Extending Garfield to a full length story didn't appear to be a huge challenge for Evanier. He had enough gags throughout to keep the punchlines more or less three panels apart while not losing sight of the larger arc involving an evil pet company who have kidnapped the titular cats. On that note, the meet-up assumes that Garfield and Grumpy Cat actually inhabit the same world. They've been selected as victims based upon their sour personalities as the company has a new device that they need to test on them. The device will hopefully transform them into being more loyal and lovable, more like dogs. The idea is that if it can work on these two it will work on any cat. So again, it's a pretty juvenile concept but to be honest, superhero crossovers always resort to multiple-universe collisions and at least this has a bit more originality. As for the personalities working together, that's probably the weakest part of the book. It seems like Evanier took more time to learn Garfield. He comes across very much as the cat from Jim Davis's strips and as such he's a bit more defined. Grumpy Cat on the other hand is just, well, grumpy. Not being as familiar with that character, I might suppose that he's just that great of a character. In any event, it's hard to generate much interest in the usual crossover constructs (1. they don't get along at first and 2. then they are forced to worked together and appreciate one another more) especially when a half of the equation is pretty flat.

The art is bright and not bad, though a bit inconsistent. Garfield and Grumpy Cat look different but as they're based upon their original comic characters that's fine. But the human characters have yet a third style, similar to manga characters, and I'm not sure it all blends that well.

Still, it's all a fun diversion if not perfect.

Wednesday, March 28, 2018

Reader's Diary #1775- Terry Fallis: One Brother Shy

Not having read anything by Terry Fallis before, I've certainly heard a lot of praise about his brand of humour and knack for political satire. I thought it was high time I give his writing a shot. I almost went with The Best Laid Plans as that seems to be his most popular title, but I've been terribly bad keeping up with new releases (not a great look on a librarian!) and so went with 2017's One Brother Shy instead.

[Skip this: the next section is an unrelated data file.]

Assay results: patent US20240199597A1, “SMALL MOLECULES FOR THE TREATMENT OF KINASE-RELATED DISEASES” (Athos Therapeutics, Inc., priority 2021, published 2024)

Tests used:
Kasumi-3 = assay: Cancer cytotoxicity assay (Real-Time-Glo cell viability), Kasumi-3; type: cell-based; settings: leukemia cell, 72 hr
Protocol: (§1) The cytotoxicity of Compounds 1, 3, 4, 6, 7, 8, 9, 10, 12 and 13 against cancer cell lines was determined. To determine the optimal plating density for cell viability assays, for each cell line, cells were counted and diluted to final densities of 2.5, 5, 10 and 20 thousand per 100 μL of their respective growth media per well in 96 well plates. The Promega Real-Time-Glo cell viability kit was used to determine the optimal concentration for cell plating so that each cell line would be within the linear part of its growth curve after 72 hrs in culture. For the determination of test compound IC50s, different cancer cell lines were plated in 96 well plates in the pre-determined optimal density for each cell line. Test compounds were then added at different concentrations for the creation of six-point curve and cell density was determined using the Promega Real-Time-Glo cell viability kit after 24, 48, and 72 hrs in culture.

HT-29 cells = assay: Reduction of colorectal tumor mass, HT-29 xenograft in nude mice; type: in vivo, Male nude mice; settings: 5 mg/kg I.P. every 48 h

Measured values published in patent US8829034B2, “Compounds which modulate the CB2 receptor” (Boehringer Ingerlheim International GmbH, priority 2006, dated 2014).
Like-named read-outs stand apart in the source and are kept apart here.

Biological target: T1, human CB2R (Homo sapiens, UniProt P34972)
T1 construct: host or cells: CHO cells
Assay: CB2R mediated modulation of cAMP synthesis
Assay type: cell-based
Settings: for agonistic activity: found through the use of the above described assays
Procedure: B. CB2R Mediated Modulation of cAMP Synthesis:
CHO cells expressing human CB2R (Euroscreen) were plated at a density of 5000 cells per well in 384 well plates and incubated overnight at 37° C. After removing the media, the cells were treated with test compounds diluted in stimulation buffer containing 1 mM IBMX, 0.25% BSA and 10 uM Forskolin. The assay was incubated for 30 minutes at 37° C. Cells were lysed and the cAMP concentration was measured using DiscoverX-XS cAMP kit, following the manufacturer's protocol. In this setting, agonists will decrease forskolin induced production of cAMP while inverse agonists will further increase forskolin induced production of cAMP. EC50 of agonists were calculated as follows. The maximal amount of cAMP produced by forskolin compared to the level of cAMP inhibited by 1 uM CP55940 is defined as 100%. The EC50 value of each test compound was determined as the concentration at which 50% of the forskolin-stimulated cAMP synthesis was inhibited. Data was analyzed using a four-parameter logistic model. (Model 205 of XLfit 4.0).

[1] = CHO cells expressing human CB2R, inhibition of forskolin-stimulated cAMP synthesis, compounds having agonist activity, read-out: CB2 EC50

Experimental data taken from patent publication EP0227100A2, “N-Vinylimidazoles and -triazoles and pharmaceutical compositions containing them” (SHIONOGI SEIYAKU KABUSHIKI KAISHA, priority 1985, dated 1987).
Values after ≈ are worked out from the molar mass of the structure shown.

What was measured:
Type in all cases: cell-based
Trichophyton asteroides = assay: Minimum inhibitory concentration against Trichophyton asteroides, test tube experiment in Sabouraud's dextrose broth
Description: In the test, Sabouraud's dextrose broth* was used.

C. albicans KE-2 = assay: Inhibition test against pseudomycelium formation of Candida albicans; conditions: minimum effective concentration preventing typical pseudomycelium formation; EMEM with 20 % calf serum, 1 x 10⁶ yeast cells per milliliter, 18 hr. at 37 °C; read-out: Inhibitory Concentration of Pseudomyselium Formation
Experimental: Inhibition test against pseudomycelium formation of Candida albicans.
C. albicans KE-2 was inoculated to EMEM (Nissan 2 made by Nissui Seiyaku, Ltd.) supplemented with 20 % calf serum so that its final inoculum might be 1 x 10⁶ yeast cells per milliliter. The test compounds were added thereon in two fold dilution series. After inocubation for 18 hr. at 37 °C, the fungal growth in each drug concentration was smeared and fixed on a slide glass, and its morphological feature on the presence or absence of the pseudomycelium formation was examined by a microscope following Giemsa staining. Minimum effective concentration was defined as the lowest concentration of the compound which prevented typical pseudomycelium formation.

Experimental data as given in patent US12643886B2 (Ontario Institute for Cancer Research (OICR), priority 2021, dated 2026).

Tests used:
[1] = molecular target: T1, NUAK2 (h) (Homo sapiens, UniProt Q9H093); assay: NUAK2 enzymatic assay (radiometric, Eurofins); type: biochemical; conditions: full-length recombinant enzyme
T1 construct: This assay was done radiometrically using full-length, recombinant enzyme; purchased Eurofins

If he's best known for political satire, I'd say this is isn't terribly representational of his work. However, it is amusing and there are definitely satirical elements, so perhaps some of his more avid readers would a make a better assessment.

One Brother Shy revolves around an awkward 20-something year old programmer named Alex MacAskill. Alex's life suddenly takes a left turn as his mother dies and posthumously reveals a family secret. There's also a mysterious subplot involving an incident known as "Gabriel" that has somehow damaged Alex terribly.

There are a lot of wild twists and turns that, along with the light humour, make for a very entertaining read. I've read some other reviews complain that there too many convenient coincidences and while I can see where they are coming from, I didn't think there was anything completely implausible.

I also appreciated some of the brushes against larger topics. Alex's shyness for instance, especially in certain circumstances made me consider the spectrum of assertiveness. Psych 101 classes often label us Type A or Type B, introverted or extroverted, but Fallis hints at a more realistic and fluid approach, one that considers other variables such as the situation, current moods, and so on.

As well, there are a lot of references to modern technology and I found myself wondering about the longevity of such novels. With the pace of technology going the way it is, will this book hold up in 10 years? In 20? In 100? Will readers get enough of the references? If they don't, will they understand the plot? And is this even a concern of Fallis? On the flip side, without such references, the world he's created wouldn't have rang nearly as true.

Finally, and while I said above that I didn't have issues with implausibility, I did note one plot hole that could have decreased my enjoyment more had it not been for the way Terry Fallis kindly responded to my question via Twitter. I won't get into too much as it would involve a spoiler, but if you're interested, you can read the Twitter thread here.